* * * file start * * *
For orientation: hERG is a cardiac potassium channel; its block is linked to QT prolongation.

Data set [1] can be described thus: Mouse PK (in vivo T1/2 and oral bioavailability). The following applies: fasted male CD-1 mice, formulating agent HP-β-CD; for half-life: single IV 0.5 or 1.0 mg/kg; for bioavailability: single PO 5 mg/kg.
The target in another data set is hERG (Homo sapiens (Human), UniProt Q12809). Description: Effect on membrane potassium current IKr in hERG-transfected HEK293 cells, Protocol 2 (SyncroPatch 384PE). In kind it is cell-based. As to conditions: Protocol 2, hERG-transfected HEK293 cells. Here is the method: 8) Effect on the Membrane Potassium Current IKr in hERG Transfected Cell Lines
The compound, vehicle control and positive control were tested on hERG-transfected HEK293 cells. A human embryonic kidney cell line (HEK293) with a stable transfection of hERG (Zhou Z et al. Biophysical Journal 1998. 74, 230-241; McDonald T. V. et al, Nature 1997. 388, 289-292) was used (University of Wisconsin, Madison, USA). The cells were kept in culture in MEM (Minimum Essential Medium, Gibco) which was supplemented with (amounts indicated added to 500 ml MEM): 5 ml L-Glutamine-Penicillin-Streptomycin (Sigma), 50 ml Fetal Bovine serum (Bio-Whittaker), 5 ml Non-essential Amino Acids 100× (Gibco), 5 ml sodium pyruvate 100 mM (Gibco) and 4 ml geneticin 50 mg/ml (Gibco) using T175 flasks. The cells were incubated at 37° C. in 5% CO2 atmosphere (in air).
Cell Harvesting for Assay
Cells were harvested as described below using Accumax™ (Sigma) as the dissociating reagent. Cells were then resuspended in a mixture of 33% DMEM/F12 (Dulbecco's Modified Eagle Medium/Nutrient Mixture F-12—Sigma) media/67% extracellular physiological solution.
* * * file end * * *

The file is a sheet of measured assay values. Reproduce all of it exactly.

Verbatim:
For orientation: hERG is a cardiac potassium channel; its block is linked to QT prolongation.

Data set [1] can be described thus: Mouse PK (in vivo T1/2 and oral bioavailability). The following applies: fasted male CD-1 mice, formulating agent HP-β-CD; for half-life: single IV 0.5 or 1.0 mg/kg; for bioavailability: single PO 5 mg/kg.
The target in another data set is hERG (Homo sapiens (Human), UniProt Q12809). Description: Effect on membrane potassium current IKr in hERG-transfected HEK293 cells, Protocol 2 (SyncroPatch 384PE). In kind it is cell-based. As to conditions: Protocol 2, hERG-transfected HEK293 cells. Here is the method: 8) Effect on the Membrane Potassium Current IKr in hERG Transfected Cell Lines
The compound, vehicle control and positive control were tested on hERG-transfected HEK293 cells. A human embryonic kidney cell line (HEK293) with a stable transfection of hERG (Zhou Z et al. Biophysical Journal 1998. 74, 230-241; McDonald T. V. et al, Nature 1997. 388, 289-292) was used (University of Wisconsin, Madison, USA). The cells were kept in culture in MEM (Minimum Essential Medium, Gibco) which was supplemented with (amounts indicated added to 500 ml MEM): 5 ml L-Glutamine-Penicillin-Streptomycin (Sigma), 50 ml Fetal Bovine serum (Bio-Whittaker), 5 ml Non-essential Amino Acids 100× (Gibco), 5 ml sodium pyruvate 100 mM (Gibco) and 4 ml geneticin 50 mg/ml (Gibco) using T175 flasks. The cells were incubated at 37° C. in 5% CO2 atmosphere (in air).
Cell Harvesting for Assay
Cells were harvested as described below using Accumax™ (Sigma) as the dissociating reagent. Cells were then resuspended in a mixture of 33% DMEM/F12 (Dulbecco's Modified Eagle Medium/Nutrient Mixture F-12—Sigma) media/67% extracellular physiological solution.